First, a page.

Sunday, 3 October 2010

My retirement speech

This was my retirement speech as third team skipper. I was away with work so couldn't attend myself, so I wasn't able to read it out. It meant a lot to me to say how much I enjoyed playing with my friends and team-mates, but there you go.

With a weary sense of inevitability, it was another case of 'nearly, but not quite' for the 3s this season.

Under the joint stewardship of myself and Matt Child - always the Venables to my McLaren - we had probably the strongest team I can remember, but as ever, lack of availability towards the end of the season derailed our title hopes. We used over 40 players over the course of the season.

In terms of batting we had the always-dashing Sefton superstar Vinny Abel opening with the solid and dependable Adam Flynn, who has made huge strides forward in the last year, in terms of the quality of his cricket if not his running between the stumps. They scored 336 runs at 33 and 400 runs at 36 respectively.

Matt Child batted in virtually every spot this season, and had a poor season by his high standards, but his grit and bloody-mindedness saw us to at least one victory. I'm sure he never enjoyed himself more than when carrying his bat on a sticky wicket for 49* in the rain and wind at Ormskirk.

Coming in at three - and usually the first of the middle-order powerhouse - was Paul Eastham, who kicked on again after a strong year in 2009.

His swatted six into the long grass by the pavilion to bring up a ton was a rare moment of cricketing genius – the perfect shot at the perfect time. Paul's jokes are the worst in cricket, possibly the world.

As if those opening salvos hadn't worn out the opposition, the sight of the eight-foot Heandog striding to the wicket in his floppy hat soon would. The sheer hitting power of Mike is probably unrivalled in the league, but there's a touch there too that few would expect from such a rhinoceros of a man.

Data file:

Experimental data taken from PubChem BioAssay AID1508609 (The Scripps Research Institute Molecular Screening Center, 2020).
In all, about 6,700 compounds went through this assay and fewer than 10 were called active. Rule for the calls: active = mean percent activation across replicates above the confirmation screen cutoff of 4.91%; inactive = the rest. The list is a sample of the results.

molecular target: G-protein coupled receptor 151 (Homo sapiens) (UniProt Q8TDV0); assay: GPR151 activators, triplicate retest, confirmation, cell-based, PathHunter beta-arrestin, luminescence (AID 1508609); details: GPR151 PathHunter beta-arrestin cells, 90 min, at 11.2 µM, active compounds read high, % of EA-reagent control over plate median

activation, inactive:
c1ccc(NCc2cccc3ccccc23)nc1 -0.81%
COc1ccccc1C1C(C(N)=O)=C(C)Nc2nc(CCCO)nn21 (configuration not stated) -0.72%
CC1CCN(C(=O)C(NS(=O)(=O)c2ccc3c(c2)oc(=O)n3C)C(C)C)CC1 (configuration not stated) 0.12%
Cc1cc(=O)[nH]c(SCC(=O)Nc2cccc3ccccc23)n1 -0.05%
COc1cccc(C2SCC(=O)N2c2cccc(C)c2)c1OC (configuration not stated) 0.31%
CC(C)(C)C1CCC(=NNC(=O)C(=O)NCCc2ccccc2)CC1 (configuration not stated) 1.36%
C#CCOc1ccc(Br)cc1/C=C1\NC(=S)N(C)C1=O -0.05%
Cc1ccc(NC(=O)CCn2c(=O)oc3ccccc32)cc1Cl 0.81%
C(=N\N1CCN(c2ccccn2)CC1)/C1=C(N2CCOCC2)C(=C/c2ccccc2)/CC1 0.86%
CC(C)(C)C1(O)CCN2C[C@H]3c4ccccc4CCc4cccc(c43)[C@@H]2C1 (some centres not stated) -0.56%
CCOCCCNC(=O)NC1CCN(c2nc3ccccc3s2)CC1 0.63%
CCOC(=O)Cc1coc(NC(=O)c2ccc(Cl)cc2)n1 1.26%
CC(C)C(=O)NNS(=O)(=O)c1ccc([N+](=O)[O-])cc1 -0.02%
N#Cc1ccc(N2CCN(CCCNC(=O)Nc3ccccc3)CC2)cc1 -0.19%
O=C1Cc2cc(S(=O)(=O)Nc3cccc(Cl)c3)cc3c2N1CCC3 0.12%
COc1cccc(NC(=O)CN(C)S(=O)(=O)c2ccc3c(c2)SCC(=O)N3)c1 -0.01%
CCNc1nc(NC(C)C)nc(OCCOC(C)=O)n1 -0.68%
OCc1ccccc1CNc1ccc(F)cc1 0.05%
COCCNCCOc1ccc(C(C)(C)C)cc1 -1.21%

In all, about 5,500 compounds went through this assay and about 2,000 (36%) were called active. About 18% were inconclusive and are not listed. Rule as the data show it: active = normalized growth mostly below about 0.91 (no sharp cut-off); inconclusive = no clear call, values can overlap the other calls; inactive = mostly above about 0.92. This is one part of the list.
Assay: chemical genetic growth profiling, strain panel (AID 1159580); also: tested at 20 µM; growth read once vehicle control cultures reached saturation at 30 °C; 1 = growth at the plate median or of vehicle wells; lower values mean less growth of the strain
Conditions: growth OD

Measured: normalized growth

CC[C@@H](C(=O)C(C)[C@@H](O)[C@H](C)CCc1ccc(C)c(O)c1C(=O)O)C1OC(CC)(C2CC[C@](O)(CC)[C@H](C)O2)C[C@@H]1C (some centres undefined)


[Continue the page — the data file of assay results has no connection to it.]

The third part of the middle-order engine was Nick Moreton, who quietly amassed runs all through the season, or as much as his hectic social schedule allowed. In Nick, we finally had a replacement for Jonny Woodmsith, both in terms of his weight of runs, and in terms of his wide-ranging and frequent social engagements affecting his availability.

Eastham, Heaney and Moreton scored a combined 1000+ runs at phenomenal respective averages of 49, 58 and 46.

To then have Jim Pearce, Adam Taylor, Ali Khan and the hard-hitting Saj Khan still to bat was testament to probably the strongest order in the league - although this meant that players further down the order were often frustrated by the lack of innings.

Vinay Agrekar proved a valuable asset late in the season, with runs and wickets. The prospect of him playing for us next season with Vinny Abel, if he manages to return to the UK, is a mouth-watering prospect.

Adam Taylor had a great season behind the stumps, with the most stumpings to his name of any keeper in the LDCC at one point. He was ably supported by Alex Miller as a natural fit behind the stumps late in the season.

The bowling department was, at times, equally strong with myself, Ali Khan, Rob Kelly, George Lee, James Sayer, Ted Williams, Saj Khan, Vinny and Adam Brennan all in the wickets this season, though we struggled to bowl teams out at times.

Before Jamie Bowman steals the nickname, I'd like to propose Rob Kelly as the unluckiest man in cricket, having bowled consistently well all season for little reward - ending with 10 wickets at 30 apiece. Rob was similarly unlucky in the field all season – the ball kept going towards him. This often proved to be unlucky for the team too, but a true champagne moment catch against Liverpool almost redeemed him.

George Lee may have been the fastest bowler in the league this season, and certainly troubled batsmen of all abilities in the third team league. More consistency will see him troubling batsmen for years to come, almost as much as his strange outbursts troubled me this season. His suggestion that he might explain how an iPhone works to me will stick in the memory. He took 12 wickets at 17.

Saj Khan. Thank God for the relaxed immigration policies of the last 13 years. Saj's left-arm swing arrived around the time Vinny Abel left us this season, and could not have been better timed. His enthusiastic, if rarely-understood, encouragement and will to win was a great addition to the team half-way through the season. Saj took 22 wickets at 15.